Geek of the Week
Life Behind Bars
Bob Bathrick, adjunct professor of rhetoric and language, rides a bike fast.
"Bicycling saves resources. No fossil fuels. And it’s a great equalizer."
What makes you a geek?
I ride a bike.
To work or for play?
Both. But mostly for play — for fun and fitness and competition.
So you race?
Sometimes. In summer 2018 I raced in the Gay Games in Paris. The criterium was my best event. It was a 14-mile race, 19 laps around an auto-racing track. In 2010 I’d raced in the Gay Games in Cologne, Germany, and I had a blast but I had no idea what I was doing. I just rode at the back of the pack and tried to survive. But in 2018 I found myself in the lead pack. I was surprised and kind of confused. For the first time, I had to think about racing strategy. Entering the final turn, I stepped on the gas a little too soon. I got passed by the same two Dutch riders who beat me back in 2010. But hey, I finished third — not just in my age category but in the whole race.
Did you like the Gay Games?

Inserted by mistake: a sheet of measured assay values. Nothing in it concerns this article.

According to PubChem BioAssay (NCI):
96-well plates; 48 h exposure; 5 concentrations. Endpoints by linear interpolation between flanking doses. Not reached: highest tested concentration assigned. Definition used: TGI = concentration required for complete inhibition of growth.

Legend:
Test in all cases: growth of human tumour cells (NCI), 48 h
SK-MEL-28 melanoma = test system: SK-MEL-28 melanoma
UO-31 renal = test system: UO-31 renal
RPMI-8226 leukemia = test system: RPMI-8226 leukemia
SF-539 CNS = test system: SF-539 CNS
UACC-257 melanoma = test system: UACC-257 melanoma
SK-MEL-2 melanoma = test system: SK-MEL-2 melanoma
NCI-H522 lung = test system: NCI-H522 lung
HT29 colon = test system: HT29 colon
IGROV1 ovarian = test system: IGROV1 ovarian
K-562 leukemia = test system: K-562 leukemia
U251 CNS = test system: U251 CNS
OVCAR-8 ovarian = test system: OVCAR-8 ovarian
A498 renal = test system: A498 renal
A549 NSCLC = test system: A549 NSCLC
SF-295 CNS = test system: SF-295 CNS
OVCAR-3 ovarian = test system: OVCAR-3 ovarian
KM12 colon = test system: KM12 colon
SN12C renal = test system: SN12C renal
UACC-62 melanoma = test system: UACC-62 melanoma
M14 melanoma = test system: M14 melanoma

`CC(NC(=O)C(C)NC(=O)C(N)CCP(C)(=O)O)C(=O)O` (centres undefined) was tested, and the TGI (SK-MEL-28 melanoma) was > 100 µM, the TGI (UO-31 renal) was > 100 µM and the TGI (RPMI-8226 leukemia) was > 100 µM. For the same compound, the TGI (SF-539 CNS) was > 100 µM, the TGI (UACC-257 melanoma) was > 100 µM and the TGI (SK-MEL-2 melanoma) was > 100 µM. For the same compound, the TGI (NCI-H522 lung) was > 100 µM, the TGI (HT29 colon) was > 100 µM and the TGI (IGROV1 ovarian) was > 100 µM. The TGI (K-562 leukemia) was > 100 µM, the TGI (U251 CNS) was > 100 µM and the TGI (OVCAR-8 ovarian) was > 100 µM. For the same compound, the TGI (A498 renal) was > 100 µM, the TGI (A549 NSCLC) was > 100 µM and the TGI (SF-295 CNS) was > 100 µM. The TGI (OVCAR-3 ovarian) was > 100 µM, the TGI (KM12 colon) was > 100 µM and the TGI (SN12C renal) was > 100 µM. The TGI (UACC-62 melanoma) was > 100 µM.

I love the Gay Games. I think sports help to destigmatize the gay community. Being in Paris surrounded by thousands of athletes who just happen to be gay is powerful. Whatever your stereotype about gay people might be, it dissolves when you see the diversity at the Gay Games.
What is your dream ride?
The annual AIDS Ride from San Francisco to LA. The community on that ride is the community you’d like the world to be. You see a rider at the side of the road? You stop and help. The AIDS Ride is a love bubble. We try to take as much of that spirit into the rest of our lives as we can.
How can bicycling change the world?
Bicycling saves resources. No fossil fuels. Keeps you healthy. And it’s a great equalizer. Before my first AIDS Ride in the year 2000, I went on the official group training rides to get in shape, and on those training rides I routinely saw a few riders as wide as they were tall. They finished dead last, but they finished, and they finished smiling. Then on the seven-day ride to LA, I saw riders with no legs, or with one leg. This machine called a bicycle can be adapted to fit different abilities. It invites participation. People might think you can’t do it? You can.
Does your passion change the world in a way small or large? Nominate yourself or a friend for Geek of the Week! Email firstname.lastname@example.org